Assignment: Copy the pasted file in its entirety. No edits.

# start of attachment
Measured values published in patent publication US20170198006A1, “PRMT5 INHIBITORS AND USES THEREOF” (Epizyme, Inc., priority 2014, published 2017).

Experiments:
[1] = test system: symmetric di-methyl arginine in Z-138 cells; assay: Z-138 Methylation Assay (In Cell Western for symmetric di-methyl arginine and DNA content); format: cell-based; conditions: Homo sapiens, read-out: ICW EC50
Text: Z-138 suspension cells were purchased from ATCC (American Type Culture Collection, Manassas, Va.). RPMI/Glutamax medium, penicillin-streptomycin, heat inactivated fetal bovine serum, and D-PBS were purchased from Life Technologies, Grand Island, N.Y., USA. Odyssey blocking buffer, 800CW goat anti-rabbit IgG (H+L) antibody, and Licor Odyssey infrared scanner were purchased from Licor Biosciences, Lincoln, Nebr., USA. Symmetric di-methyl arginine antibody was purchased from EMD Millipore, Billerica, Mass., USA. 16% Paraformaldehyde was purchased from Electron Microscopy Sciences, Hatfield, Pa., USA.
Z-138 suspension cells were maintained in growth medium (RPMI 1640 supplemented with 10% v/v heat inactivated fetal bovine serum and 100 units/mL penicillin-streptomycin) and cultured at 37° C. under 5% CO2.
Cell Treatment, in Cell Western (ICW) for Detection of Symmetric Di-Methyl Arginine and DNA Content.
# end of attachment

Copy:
Measured values published in patent publication US20170198006A1, “PRMT5 INHIBITORS AND USES THEREOF” (Epizyme, Inc., priority 2014, published 2017).

Experiments:
[1] = test system: symmetric di-methyl arginine in Z-138 cells; assay: Z-138 Methylation Assay (In Cell Western for symmetric di-methyl arginine and DNA content); format: cell-based; conditions: Homo sapiens, read-out: ICW EC50
Text: Z-138 suspension cells were purchased from ATCC (American Type Culture Collection, Manassas, Va.). RPMI/Glutamax medium, penicillin-streptomycin, heat inactivated fetal bovine serum, and D-PBS were purchased from Life Technologies, Grand Island, N.Y., USA. Odyssey blocking buffer, 800CW goat anti-rabbit IgG (H+L) antibody, and Licor Odyssey infrared scanner were purchased from Licor Biosciences, Lincoln, Nebr., USA. Symmetric di-methyl arginine antibody was purchased from EMD Millipore, Billerica, Mass., USA. 16% Paraformaldehyde was purchased from Electron Microscopy Sciences, Hatfield, Pa., USA.
Z-138 suspension cells were maintained in growth medium (RPMI 1640 supplemented with 10% v/v heat inactivated fetal bovine serum and 100 units/mL penicillin-streptomycin) and cultured at 37° C. under 5% CO2.
Cell Treatment, in Cell Western (ICW) for Detection of Symmetric Di-Methyl Arginine and DNA Content.